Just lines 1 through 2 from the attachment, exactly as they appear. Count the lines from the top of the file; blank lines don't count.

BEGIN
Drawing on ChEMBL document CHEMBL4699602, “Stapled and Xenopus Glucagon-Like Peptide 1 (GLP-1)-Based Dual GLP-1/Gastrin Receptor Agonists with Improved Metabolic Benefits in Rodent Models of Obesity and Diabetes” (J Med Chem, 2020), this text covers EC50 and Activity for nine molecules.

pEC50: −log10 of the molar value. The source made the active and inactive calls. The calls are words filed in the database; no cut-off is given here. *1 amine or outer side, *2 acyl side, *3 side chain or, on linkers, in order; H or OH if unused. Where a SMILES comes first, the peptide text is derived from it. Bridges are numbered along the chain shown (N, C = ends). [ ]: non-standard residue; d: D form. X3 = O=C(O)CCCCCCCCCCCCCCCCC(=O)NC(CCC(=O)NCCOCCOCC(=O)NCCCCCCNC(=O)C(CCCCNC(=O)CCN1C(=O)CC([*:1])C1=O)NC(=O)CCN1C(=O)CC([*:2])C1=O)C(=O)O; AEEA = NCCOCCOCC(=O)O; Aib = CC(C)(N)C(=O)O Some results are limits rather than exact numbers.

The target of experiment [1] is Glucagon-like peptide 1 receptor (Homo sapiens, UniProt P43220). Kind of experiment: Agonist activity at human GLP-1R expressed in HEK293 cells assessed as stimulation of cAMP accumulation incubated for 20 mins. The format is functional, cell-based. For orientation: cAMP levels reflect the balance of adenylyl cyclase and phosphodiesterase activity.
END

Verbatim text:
Drawing on ChEMBL document CHEMBL4699602, “Stapled and Xenopus Glucagon-Like Peptide 1 (GLP-1)-Based Dual GLP-1/Gastrin Receptor Agonists with Improved Metabolic Benefits in Rodent Models of Obesity and Diabetes” (J Med Chem, 2020), this text covers EC50 and Activity for nine molecules.

pEC50: −log10 of the molar value. The source made the active and inactive calls. The calls are words filed in the database; no cut-off is given here. *1 amine or outer side, *2 acyl side, *3 side chain or, on linkers, in order; H or OH if unused. Where a SMILES comes first, the peptide text is derived from it. Bridges are numbered along the chain shown (N, C = ends). [ ]: non-standard residue; d: D form. X3 = O=C(O)CCCCCCCCCCCCCCCCC(=O)NC(CCC(=O)NCCOCCOCC(=O)NCCCCCCNC(=O)C(CCCCNC(=O)CCN1C(=O)CC([*:1])C1=O)NC(=O)CCN1C(=O)CC([*:2])C1=O)C(=O)O; AEEA = NCCOCCOCC(=O)O; Aib = CC(C)(N)C(=O)O Some results are limits rather than exact numbers.